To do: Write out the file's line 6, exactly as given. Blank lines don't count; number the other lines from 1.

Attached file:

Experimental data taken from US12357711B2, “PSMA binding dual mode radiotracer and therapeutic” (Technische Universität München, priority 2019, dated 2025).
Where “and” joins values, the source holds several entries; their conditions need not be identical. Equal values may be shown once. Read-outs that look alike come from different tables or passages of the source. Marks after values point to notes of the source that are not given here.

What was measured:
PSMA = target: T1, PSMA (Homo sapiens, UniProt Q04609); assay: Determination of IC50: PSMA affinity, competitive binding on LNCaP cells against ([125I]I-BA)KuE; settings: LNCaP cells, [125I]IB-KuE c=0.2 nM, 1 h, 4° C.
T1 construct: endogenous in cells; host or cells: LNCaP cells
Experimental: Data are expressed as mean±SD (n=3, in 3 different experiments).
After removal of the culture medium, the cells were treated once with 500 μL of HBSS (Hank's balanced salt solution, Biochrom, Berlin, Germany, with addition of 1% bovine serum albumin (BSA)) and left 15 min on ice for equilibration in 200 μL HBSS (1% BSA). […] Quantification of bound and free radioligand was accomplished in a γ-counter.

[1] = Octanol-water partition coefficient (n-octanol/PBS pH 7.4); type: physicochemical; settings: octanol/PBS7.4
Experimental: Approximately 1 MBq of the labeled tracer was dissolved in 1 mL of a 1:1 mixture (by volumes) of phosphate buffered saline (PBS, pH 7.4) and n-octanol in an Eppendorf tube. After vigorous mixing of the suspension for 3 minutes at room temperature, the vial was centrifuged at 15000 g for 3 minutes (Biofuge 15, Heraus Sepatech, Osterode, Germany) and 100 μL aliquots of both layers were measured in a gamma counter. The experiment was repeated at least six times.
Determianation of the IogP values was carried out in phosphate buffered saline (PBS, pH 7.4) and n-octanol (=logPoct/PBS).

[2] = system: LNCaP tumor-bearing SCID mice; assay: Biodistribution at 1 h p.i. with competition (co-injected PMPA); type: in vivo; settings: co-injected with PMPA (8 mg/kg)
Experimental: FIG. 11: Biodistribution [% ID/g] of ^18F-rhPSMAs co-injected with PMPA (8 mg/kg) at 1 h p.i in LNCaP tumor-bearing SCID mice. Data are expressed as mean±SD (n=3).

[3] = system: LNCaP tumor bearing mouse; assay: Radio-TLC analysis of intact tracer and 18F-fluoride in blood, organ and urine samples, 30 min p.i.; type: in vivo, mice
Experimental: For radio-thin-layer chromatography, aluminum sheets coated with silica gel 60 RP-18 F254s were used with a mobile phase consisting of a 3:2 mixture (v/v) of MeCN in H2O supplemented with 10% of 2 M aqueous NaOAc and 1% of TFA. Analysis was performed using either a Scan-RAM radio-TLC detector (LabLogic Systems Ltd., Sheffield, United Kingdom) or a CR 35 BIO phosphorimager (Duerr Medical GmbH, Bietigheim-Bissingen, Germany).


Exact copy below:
Experimental: Data are expressed as mean±SD (n=3, in 3 different experiments).